As you no doubt know from watching your own local news, the “if it bleeds, it leads” ethos that has guided local news since the early `70s has become the standard and turned most local news programs into crime reports peppered with sports, weather, scandals, and human interest tidbits. All of this year’s winning local stations saw their stories result in official investigation, judicial prosecution, or legislative/policy reform. Such is the power of top-flight broadcast journalism, which will hopefully encourage all local stations to put greater emphasis on important stories – even though the news departments of most stations have been decimated by the public’s changes in media consumption, as well as The Great Recession.
The duPont-Columbia awards also recognize excellence in radio journalism. American Radio Works won for What Killed Sergeant Gray?, about the remorse and depression suffered by some returned Iraq war vets who had deliberately abused Iraqi detainees while in their custody (Sgt. Gray committed suicide). National Public Radio (NPR) won for The York Project: Race and the 2008 Vote, a series of insightful conversations with residents of York, Pennsylvania, before and after the last presidential election.
This year was the first that the duPont-Columbia awards turned their attention to the Internet, praising journalists who had previously worked in TV and/or print and are now finding new platforms on the Web, as well as the new and growing population of serious-minded citizen journalists who, through blogs and other platforms, are bringing important stories to the attention of the public, as well as the mainstream media. The site MediaStorm won for Intended Consequences, a multimedia presentation about the estimated 20,000 children born to women in Rwanda after they were raped (and often infected with HIV) during the 1994 genocide.
The Alfred I. duPont-Columbia-University Awards, considered the broadcast equivalent of the Pulitzer Prize (given to books, magazines, and newspapers), were established in 1942 by Jessie Ball duPont in memory of her husband, the industrialist, financier, philanthropist, and advocate of freedom of information in the public interest, Alfred I. duPont (1864-1935). The awards have been administered by Columbia University’s Graduate School of Journalism since 1968. Recipients of the award receive a silver baton inscribed with a quote by broadcast journalism pioneer, Edward R. Murrow, from a speech he gave to the Radio and Television News Directors Association in 1958: “This instrument can teach, it can illuminate; yes, it can even inspire. But it can do so only to the extent that humans are determined to use it to those ends. Otherwise it is merely wires and lights in a box.”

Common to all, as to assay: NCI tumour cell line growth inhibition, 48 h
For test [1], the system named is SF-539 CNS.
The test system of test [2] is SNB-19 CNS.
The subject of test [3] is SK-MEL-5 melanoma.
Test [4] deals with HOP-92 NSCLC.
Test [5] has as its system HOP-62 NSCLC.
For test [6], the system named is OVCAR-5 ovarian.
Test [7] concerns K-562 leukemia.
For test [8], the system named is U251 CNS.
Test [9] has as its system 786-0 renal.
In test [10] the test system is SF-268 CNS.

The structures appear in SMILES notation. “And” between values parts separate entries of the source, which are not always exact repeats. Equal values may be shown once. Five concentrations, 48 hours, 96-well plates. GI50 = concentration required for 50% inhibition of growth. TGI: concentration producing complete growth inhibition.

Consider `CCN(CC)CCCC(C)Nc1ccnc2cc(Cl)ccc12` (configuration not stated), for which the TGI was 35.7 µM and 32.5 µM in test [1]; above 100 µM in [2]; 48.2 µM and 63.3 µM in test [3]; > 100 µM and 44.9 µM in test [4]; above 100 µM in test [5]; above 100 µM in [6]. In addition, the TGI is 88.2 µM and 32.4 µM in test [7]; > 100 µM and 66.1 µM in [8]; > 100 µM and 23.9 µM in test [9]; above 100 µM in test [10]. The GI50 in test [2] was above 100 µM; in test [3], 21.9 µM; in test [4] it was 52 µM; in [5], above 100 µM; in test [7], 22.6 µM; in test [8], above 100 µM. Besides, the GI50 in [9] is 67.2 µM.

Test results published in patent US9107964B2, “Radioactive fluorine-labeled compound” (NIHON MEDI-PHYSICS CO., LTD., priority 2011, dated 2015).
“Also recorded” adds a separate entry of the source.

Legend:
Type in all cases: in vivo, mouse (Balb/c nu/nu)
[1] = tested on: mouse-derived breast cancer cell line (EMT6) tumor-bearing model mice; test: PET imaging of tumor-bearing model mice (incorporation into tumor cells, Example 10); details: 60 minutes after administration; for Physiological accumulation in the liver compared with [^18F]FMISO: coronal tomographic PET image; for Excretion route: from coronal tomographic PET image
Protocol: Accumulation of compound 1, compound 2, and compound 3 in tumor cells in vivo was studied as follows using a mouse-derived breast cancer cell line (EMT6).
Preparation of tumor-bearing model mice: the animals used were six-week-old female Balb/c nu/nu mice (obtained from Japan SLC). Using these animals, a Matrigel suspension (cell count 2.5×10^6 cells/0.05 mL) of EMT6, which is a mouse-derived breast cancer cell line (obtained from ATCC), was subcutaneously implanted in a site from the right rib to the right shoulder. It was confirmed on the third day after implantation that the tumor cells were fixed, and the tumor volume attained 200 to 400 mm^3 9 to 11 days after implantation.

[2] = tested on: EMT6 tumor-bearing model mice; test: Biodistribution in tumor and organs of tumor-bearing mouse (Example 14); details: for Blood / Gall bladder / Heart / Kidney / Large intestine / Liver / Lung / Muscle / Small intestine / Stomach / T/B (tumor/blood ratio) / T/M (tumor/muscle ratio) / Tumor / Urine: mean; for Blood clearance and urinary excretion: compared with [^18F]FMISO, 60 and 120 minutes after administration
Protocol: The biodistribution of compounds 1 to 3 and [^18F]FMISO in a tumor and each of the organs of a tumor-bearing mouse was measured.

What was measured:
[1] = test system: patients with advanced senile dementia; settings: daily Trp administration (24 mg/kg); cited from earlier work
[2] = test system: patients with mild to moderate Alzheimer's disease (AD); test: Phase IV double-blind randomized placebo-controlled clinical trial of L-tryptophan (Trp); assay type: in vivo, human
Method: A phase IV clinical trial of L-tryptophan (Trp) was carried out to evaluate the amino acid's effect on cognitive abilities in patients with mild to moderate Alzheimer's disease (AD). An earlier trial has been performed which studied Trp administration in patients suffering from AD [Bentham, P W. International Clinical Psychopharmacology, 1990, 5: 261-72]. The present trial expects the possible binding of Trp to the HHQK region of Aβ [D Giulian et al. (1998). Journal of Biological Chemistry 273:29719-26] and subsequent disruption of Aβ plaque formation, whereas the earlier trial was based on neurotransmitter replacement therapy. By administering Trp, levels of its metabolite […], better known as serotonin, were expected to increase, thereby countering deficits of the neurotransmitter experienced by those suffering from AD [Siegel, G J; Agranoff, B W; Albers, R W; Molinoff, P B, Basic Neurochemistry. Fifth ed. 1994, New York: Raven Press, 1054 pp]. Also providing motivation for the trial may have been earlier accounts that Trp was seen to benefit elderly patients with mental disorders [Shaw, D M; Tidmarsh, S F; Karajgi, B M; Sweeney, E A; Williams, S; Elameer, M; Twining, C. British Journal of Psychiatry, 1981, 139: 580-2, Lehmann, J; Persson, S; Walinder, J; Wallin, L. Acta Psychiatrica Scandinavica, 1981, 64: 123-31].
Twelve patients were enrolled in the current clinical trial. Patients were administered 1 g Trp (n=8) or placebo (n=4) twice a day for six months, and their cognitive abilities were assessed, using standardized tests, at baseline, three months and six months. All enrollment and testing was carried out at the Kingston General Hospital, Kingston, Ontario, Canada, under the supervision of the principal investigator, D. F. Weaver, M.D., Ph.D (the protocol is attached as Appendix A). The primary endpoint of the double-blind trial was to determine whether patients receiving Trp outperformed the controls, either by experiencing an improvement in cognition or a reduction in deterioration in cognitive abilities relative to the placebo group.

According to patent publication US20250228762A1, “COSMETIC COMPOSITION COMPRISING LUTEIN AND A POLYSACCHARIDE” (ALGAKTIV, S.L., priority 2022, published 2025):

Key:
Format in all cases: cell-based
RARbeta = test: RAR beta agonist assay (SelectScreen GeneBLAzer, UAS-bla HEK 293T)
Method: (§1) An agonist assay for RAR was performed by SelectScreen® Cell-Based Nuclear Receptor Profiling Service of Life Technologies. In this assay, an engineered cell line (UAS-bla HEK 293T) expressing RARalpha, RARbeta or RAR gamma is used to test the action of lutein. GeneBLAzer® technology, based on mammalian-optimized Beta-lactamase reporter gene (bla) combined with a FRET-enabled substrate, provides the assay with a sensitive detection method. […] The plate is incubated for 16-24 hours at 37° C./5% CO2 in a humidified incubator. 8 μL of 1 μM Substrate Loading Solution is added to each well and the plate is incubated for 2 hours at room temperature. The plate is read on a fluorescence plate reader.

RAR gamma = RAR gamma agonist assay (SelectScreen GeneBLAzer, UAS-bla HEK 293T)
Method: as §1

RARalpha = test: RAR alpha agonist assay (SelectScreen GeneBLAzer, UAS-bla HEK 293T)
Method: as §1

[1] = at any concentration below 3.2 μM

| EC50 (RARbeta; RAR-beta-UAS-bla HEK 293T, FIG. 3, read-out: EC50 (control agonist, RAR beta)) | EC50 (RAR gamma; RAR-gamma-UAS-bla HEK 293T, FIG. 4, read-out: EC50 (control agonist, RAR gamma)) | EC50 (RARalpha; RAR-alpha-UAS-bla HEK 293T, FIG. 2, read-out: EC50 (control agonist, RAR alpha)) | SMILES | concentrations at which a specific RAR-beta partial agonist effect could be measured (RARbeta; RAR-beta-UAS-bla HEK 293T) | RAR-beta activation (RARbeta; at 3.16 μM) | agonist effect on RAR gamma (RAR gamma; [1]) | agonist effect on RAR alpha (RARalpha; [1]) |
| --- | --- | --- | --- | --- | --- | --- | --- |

For many years, I’ve been saying that television is magic we use as a toy. Since the early `90s, when the Internet began to significantly take shape, I hoped and prayed it would not suffer a similar fate and simply become another media landscape for sales, marketing, and the most frivolous kind of activity and communication. I still think television is largely misused and it has a good deal of work to do to regain its soul as a provider of important information and world-class entertainment. In my opinion, the Internet is progressing in a more worthwhile manner, but it has more than its share of shortcomings. On both fronts, we can only hope that recognition of the best – such as that provided by the duPont-Columbia awards – will inspire the production of more of the best in the future.